There is, however, much more to this person-centered politics: it is not the political parties alone which are responsible for this phenomenon, Pakistani nation as such is person-centered: as children we were asked the rhetorical question: who made Pakistan? and given the answer: Quaid-e Azam. Obviously, there is something deep in the psyche of Pakistani people which makes it impossible, at this stage at least, for any political party to emerge on the basis of a political process that will ensure continuous emergence of fresh water in the form of leadership, ideas, strategies, plans, and vision for the country. Pakistanis share this hero-worship with other nations of the region, but the Indian political scene has moved forward tremendously since the days of the cult of Ghandi and Nehru; the cult of the hero or heroine is still there to some extent but Indra Ghandi was the last leader to reap any political dividends out of that cult. In Bangladesh, the process is still more or less like Pakistan with the wives of the two past heroes dominating politics.
The cult of hero-worship in Pakistan is, mercifully, about to die. After Benazir, there is no Bhutto cult left; Zardari’s is a one-time show thrust upon the nation through extraordinary circumstances. But large areas of the Punjab, rural and urban Sindh, major portion of the NWFP, and Balochistan remain entrenched in the stagnating hero-worship mode. They say education is a cure for this, but the kind of education Pakistanis are receiving holds little promise of salvation.
In the absence of any real political process at grass roots level, there is no possibility of Pakistan’s political stability. What is needed is a thorough reorganization of the political landscape and this cannot happen without a certain degree of maturity in the mental makeup of Pakistani people in terms of their attitude toward “heroes”. This maturity cannot come without conscious efforts made to change the attitudes of people. These efforts cannot be made without a group of people realizing the need for political training and a different level of consciousness and, therefore, the circular argument lead to the need of a new intellectual force to emerge in the country with the sole goal of taking a majority of Pakistanis out of their hero-worship mode. This undoing of the cult of the hero will, in turn, sow the seeds for the emergence of a genuine polity, rooted in principles and dealing with issues of enduring importance.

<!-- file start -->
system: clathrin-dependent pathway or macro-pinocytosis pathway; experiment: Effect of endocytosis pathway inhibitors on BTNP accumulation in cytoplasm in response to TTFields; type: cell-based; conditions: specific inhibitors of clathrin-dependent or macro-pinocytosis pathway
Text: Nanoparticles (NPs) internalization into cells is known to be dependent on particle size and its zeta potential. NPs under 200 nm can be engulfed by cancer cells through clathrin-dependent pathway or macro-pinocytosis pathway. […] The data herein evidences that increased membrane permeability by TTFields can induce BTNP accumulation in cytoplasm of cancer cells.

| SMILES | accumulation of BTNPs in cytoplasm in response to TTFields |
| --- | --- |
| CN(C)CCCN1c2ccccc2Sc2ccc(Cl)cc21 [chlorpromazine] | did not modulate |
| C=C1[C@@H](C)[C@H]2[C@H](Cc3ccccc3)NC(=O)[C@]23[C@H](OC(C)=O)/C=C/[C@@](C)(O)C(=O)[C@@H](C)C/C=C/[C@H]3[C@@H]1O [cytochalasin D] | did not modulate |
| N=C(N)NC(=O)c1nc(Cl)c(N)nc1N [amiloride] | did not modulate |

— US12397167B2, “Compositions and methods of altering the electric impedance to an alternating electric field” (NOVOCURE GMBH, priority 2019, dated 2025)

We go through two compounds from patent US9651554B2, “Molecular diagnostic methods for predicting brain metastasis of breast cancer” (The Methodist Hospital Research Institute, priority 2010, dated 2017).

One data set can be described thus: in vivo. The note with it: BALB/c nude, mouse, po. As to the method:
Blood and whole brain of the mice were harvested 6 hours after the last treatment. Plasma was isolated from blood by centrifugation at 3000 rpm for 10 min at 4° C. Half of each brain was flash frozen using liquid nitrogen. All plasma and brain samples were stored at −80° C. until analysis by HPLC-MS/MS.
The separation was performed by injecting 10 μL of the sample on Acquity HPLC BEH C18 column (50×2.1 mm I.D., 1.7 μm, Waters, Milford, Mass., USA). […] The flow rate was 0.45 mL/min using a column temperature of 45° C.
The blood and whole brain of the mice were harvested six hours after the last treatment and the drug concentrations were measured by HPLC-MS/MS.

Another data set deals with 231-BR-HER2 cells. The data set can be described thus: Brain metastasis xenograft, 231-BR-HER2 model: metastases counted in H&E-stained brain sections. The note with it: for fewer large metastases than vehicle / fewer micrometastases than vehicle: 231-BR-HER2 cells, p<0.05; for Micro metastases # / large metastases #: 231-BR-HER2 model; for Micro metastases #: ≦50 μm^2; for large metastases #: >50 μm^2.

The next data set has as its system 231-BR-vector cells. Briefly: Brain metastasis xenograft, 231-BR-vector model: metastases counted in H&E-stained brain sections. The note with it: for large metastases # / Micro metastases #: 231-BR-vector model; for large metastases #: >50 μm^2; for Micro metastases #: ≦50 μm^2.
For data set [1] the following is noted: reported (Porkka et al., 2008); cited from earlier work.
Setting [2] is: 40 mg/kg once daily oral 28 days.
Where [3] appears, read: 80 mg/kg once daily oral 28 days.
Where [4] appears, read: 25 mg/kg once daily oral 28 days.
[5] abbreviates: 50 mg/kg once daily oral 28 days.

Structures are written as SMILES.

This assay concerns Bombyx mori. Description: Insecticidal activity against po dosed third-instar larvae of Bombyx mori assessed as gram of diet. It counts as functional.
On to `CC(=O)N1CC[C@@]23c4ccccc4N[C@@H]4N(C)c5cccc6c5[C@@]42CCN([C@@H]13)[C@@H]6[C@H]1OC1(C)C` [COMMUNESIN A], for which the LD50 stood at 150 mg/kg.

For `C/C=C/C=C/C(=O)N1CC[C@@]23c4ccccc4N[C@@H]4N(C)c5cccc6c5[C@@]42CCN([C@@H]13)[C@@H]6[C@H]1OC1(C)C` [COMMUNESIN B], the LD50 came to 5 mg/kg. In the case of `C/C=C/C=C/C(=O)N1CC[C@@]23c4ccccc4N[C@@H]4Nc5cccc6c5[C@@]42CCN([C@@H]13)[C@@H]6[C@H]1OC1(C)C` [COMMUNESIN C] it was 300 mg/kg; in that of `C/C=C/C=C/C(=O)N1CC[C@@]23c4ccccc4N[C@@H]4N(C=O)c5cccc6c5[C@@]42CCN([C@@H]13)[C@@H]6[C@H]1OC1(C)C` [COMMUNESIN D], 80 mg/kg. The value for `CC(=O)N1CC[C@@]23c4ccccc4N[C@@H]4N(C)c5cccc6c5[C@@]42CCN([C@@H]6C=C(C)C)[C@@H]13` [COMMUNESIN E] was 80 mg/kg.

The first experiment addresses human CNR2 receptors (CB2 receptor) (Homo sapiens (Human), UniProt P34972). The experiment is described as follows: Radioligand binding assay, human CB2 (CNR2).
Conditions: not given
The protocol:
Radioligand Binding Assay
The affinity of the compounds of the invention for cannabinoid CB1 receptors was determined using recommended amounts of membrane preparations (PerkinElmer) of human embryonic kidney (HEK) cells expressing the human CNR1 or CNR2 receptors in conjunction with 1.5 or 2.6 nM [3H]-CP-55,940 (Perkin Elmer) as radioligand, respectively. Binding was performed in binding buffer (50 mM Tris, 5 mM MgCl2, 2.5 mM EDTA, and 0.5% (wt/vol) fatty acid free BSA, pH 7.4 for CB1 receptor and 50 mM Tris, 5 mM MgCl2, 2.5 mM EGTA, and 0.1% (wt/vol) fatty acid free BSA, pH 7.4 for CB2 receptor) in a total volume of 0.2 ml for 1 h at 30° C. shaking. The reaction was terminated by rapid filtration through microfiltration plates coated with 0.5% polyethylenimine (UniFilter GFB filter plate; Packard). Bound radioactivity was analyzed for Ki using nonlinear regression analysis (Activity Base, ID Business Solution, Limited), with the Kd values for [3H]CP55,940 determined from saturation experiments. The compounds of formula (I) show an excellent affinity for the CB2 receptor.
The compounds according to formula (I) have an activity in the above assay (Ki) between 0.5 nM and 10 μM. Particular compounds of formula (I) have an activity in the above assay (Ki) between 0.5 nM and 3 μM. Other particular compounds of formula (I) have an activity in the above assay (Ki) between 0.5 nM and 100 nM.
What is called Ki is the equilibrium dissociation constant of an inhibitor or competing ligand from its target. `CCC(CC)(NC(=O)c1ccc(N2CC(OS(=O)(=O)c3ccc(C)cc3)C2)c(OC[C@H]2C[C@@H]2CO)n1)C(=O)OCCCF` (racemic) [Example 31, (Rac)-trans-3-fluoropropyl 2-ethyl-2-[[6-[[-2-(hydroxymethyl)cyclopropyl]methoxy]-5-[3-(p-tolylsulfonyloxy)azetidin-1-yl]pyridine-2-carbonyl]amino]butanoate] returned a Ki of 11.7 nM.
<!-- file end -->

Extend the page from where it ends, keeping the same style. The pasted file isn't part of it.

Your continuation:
This is a generational task: at least one whole generation has to go through this political training, but this training needs certain principles. From where can one draw these principles? From the sources which have always guided Islamic polity, one would imagine. And this brings us back to the process which Mawlana Mawdudi abandoned in 1950s. Is there anyone who can revive that process?
Muzaffar Iqbal is the founder-president of Center for Islam and Science (www.cis-ca.org), Canada, and editor of Islam & Science, a semi-annual journal of Islamic perspectives on science and civilization. He holds a Ph.D. in chemistry (University of Saskatchewan, Canada, 1983), but most of his published work is related to Islam and various aspects of Islamic civilization, including the Islamic scientific tradition. He is a regular contributor for Opinion Maker
Born in Lahore, Pakistan, he has lived in Canada since 1979. He has held academic and research positions at University of Saskatchewan (1979-1984), University of Wisconsin-Madison (1984-85), and McGill University (1986). During 1990-1999, he lived and worked in Pakistan, first as Director (Scientific Information) for the Organization of Islamic Conference (OIC) Committee on Scientific and Technological Cooperation (COMSTECH) and later as Director(International Cooperation), Pakistan Academy of Sciences.